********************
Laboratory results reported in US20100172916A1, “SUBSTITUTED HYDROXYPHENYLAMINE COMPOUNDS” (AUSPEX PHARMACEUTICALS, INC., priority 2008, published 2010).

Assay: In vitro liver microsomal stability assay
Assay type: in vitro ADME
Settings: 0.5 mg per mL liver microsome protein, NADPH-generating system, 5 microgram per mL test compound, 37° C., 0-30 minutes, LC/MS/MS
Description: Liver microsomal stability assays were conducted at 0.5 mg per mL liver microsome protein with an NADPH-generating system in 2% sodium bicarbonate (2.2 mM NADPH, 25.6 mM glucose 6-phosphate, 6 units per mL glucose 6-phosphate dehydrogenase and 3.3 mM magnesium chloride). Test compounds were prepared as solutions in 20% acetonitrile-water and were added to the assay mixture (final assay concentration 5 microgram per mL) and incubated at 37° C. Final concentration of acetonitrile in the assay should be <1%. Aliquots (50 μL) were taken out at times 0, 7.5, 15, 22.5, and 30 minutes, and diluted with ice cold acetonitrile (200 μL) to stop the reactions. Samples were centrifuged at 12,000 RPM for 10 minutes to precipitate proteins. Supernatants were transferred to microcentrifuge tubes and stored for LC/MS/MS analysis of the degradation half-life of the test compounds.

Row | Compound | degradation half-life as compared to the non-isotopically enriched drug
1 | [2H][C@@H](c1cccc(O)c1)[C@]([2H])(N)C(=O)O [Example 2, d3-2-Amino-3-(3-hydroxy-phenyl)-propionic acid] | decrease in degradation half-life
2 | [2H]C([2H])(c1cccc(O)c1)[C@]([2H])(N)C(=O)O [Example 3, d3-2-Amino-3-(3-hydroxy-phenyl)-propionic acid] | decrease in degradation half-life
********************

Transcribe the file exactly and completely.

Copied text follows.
Laboratory results reported in US20100172916A1, “SUBSTITUTED HYDROXYPHENYLAMINE COMPOUNDS” (AUSPEX PHARMACEUTICALS, INC., priority 2008, published 2010).

Assay: In vitro liver microsomal stability assay
Assay type: in vitro ADME
Settings: 0.5 mg per mL liver microsome protein, NADPH-generating system, 5 microgram per mL test compound, 37° C., 0-30 minutes, LC/MS/MS
Description: Liver microsomal stability assays were conducted at 0.5 mg per mL liver microsome protein with an NADPH-generating system in 2% sodium bicarbonate (2.2 mM NADPH, 25.6 mM glucose 6-phosphate, 6 units per mL glucose 6-phosphate dehydrogenase and 3.3 mM magnesium chloride). Test compounds were prepared as solutions in 20% acetonitrile-water and were added to the assay mixture (final assay concentration 5 microgram per mL) and incubated at 37° C. Final concentration of acetonitrile in the assay should be <1%. Aliquots (50 μL) were taken out at times 0, 7.5, 15, 22.5, and 30 minutes, and diluted with ice cold acetonitrile (200 μL) to stop the reactions. Samples were centrifuged at 12,000 RPM for 10 minutes to precipitate proteins. Supernatants were transferred to microcentrifuge tubes and stored for LC/MS/MS analysis of the degradation half-life of the test compounds.

Row | Compound | degradation half-life as compared to the non-isotopically enriched drug
1 | [2H][C@@H](c1cccc(O)c1)[C@]([2H])(N)C(=O)O [Example 2, d3-2-Amino-3-(3-hydroxy-phenyl)-propionic acid] | decrease in degradation half-life
2 | [2H]C([2H])(c1cccc(O)c1)[C@]([2H])(N)C(=O)O [Example 3, d3-2-Amino-3-(3-hydroxy-phenyl)-propionic acid] | decrease in degradation half-life